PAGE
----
‘Cat People’ and Exploring Lesbianism Through the Otherness

In 1942, during the height of monster horror films, Cat People was born. Directed by Jacques Tourneur and produced by none other than Val Lewton, the feature follows the story of Irena Dubrovna (Simone Simon), a Serbian immigrant living in New York City. We first meet Irena at a zoo, whilst she sketches a black panther. Alongside us, Oliver Reed (Kent Smith) also meets Irena and, just like us, falls in love with her. Irena is amenable; she plays along and eventually marries Oliver.

Newlywed, both Oliver and Irena slowly start to feel disappointed with their relationship. They still haven’t consummated their marriage and Irena falls into a depression that leads Oliver to find psychiatric help for her.

Irena is haunted by a legend that supports the story that, after being enslaved by the Mameluks, Christian residents of her home village turned to witchcraft and Satan. King John of Serbia drives the Mameluks away and, after seeing what their people have become and have done, kills them. Some of them, however, are able to escape to the mountains – the “wisest and most wicked” – where Irena was born.  Notwithstanding, the legend also says that should Irena engage in any sexual activity, she will become a cat person and kill everything and everyone in her way. Irena believes her past is tainted and, needless to say, everyone around her deems her anxieties as “silly”.

Before we analyse the film, it is important to recognise the period in which it was made. The Hays Code was still a very important factor in Hollywood, with all the DOs and DON’Ts of a picture. One of the aspects they used to censor was sexuality, therefore when films wanted to portray sex, they were driven to try different and more elaborate ways to imply the act. Homosexuality was a big no-no, therefore any queer reading of films is done through its subtext. This analysis of Cat People will not be different.

 

The Repressed and Irena as the “Other”

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In psychoanalysis, as theorised by Freud and later explored by Robin Wood (Hollywood from Vietnam to Reagan, 1986), there are two types of repression: the basic and the surplus. The basic is the universal and necessary repression individuals undergo in order to maintain a civilised society. The surplus repression originates from particular cultures and works in a way to make people habituated from infancy take on social roles in society; such as man as the provider and the source of power in a relationship, and woman as the dependent.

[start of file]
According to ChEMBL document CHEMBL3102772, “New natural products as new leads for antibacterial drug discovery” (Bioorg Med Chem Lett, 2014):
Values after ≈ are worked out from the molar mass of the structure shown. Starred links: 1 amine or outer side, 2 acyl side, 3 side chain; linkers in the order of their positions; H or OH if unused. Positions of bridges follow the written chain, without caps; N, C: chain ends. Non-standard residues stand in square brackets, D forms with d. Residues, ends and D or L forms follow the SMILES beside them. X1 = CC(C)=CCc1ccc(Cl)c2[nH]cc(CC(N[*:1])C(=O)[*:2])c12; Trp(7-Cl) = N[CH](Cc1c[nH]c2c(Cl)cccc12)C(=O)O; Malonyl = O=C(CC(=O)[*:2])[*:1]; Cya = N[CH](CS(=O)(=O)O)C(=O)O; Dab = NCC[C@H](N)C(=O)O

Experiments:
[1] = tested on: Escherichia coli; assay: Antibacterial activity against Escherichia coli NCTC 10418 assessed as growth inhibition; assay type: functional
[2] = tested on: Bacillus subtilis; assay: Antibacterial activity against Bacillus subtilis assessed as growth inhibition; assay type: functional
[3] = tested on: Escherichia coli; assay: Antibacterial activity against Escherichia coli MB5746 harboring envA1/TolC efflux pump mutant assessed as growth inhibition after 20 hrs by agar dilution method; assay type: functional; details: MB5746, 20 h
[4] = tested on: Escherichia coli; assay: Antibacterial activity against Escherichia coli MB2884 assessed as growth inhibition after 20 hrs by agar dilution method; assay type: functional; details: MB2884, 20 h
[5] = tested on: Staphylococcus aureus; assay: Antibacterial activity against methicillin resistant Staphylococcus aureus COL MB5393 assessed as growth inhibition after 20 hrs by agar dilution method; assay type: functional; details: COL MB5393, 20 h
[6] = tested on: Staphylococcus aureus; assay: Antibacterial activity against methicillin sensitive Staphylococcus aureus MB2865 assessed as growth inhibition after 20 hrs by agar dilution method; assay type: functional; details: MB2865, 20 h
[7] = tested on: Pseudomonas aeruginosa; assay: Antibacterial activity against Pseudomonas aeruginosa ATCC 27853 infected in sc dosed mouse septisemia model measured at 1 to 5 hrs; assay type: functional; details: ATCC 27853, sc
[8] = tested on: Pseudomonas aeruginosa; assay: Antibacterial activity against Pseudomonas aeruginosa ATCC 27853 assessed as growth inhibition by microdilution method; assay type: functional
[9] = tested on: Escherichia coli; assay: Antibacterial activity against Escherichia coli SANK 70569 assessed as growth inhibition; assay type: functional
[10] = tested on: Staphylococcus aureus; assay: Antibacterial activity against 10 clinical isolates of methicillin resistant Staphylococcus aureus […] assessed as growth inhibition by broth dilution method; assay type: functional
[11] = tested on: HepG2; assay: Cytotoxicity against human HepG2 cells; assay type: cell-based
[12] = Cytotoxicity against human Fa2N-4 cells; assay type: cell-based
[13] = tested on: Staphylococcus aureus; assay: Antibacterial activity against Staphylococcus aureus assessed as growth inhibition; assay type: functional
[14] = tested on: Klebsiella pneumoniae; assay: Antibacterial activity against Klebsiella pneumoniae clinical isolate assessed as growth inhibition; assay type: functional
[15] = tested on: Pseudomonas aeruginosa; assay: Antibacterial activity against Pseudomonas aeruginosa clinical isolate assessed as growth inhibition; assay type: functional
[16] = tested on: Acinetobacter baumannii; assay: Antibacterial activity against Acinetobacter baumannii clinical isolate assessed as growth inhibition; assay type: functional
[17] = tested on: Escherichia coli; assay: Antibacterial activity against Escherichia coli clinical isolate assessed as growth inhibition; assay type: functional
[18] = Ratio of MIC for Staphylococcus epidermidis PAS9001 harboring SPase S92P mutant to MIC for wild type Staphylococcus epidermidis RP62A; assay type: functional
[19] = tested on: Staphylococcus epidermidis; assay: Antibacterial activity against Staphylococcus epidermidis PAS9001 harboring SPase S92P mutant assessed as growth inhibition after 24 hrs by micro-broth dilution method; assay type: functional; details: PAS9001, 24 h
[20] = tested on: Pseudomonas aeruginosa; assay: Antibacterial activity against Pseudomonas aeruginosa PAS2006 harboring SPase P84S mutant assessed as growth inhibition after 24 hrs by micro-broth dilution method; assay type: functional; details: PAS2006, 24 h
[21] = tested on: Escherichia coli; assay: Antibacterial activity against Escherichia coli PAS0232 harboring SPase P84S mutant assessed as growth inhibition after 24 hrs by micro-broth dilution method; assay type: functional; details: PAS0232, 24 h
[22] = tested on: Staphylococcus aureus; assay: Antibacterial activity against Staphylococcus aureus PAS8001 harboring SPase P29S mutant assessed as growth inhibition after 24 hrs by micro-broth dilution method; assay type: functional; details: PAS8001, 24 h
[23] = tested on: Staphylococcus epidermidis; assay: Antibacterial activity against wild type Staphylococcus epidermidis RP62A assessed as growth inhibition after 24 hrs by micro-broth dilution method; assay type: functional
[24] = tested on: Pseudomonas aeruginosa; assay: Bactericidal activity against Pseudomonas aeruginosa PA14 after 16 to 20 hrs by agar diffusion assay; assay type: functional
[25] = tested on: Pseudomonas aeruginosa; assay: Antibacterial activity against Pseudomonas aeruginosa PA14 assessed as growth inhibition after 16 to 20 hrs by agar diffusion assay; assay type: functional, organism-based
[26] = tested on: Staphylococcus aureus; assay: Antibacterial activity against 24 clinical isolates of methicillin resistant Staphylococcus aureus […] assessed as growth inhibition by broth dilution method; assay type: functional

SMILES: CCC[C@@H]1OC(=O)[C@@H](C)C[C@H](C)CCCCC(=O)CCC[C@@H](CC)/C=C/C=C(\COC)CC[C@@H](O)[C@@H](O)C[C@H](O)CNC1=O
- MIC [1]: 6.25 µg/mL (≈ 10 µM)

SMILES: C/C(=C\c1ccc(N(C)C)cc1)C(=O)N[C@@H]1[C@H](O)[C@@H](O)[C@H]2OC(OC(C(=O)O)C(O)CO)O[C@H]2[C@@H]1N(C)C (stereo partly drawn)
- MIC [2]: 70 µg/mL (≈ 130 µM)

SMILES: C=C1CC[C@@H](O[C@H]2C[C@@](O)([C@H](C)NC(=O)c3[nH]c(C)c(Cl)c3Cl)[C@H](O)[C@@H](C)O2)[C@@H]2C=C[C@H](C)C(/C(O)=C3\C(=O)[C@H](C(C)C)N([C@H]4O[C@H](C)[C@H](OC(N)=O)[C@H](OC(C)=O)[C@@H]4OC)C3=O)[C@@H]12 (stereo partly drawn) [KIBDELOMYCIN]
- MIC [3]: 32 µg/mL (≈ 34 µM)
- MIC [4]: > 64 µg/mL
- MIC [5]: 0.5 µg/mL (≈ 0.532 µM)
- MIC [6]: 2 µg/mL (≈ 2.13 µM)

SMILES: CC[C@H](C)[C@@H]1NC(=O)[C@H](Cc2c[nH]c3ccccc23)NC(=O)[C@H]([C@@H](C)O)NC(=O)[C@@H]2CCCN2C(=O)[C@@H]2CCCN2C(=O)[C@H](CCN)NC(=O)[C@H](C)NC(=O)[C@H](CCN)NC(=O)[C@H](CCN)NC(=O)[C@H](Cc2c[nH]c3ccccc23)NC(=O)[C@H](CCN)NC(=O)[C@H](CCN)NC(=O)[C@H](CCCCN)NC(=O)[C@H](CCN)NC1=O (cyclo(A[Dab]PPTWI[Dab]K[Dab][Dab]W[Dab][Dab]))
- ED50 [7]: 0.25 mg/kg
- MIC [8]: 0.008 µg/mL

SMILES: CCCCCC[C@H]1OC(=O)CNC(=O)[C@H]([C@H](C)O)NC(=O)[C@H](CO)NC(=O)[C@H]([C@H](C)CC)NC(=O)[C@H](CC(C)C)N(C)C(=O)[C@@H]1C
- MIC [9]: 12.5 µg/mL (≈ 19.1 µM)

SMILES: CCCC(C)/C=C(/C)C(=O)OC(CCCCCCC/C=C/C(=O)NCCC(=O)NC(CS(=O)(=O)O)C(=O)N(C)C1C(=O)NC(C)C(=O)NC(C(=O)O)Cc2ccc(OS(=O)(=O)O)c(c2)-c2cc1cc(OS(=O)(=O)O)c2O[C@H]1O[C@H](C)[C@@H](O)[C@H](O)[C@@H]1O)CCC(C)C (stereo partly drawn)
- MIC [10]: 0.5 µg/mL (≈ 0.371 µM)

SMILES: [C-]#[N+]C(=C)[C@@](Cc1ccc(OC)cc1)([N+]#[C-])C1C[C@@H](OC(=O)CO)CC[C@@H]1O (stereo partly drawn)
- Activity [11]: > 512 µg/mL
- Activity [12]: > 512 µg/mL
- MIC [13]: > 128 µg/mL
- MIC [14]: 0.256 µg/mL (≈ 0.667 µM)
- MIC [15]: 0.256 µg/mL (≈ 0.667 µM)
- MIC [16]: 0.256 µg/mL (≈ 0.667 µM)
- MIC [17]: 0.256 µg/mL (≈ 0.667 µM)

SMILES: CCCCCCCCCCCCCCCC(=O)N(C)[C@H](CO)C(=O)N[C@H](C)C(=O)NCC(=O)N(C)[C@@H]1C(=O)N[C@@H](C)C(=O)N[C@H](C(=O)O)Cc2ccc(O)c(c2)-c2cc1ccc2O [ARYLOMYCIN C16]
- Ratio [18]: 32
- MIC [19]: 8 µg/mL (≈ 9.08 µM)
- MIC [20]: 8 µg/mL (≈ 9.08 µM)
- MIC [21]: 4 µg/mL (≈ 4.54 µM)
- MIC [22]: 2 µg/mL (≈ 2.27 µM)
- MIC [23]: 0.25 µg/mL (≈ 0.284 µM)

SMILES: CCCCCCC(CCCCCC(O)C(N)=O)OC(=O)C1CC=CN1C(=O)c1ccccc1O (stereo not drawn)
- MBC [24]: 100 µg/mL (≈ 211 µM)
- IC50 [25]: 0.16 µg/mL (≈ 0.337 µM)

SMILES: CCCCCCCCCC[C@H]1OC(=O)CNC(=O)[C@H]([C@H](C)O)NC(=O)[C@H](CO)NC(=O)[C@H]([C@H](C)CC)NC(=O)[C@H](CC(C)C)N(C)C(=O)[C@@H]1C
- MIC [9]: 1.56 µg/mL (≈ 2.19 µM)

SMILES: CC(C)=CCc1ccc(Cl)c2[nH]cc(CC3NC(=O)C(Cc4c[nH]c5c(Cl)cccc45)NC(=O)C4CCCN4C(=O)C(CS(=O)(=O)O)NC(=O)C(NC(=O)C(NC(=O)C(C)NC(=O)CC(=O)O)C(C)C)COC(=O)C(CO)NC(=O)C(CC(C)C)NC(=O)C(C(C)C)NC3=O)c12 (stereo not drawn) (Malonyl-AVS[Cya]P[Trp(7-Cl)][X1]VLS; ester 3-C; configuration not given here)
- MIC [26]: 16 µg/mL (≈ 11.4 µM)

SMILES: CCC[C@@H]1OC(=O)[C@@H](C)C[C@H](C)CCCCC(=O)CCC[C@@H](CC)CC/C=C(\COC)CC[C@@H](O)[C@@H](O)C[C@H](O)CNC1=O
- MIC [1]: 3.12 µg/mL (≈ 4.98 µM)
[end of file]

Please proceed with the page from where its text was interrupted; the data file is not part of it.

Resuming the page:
Furthermore, Wood expanded Freud’s concepts in Film Studies focusing on the definition of uncanny. Freud explains the uncanny from the perspective of the impact on a person’s impressions of certain situations. It is something that is both familiar and unfamiliar, but it’s supposed to remain hidden from our consciousness, as our mind has previously surmounted them.

Finally, we explore the “Other”, which, as written by Wood, represents not only  ‘something external to the culture or to the self, but also as what is repressed (though never destroyed) in the self and projected outward in order to be hated and disowned’. Moreover, he makes a note that the real subject of horror is the emergence of these repressed feelings and our struggle to keep them hidden from normality. As a consequence, when the normality is disrupted by the appearance of a monster, it means that the repressed has returned.

Having said that, despite being the protagonist of the film, Irena is the Other. In simpler terms, she is an immigrant, she speaks with an accent, and she does not belong with Oliver. And, reading the subtext, Irena is not happy with Oliver even though she desperately wants to be – she cries confessing how much she wants to be Mrs. Reed but cannot because of the “evil” inside of her. This evil is her homosexual tendencies that inhibit her from kissing Oliver and from having sex with him. Such an evil that if she does so, she will turn into a wild animal. Irena is crippled by her anxieties; she loves Oliver but she is unable to give him all of her.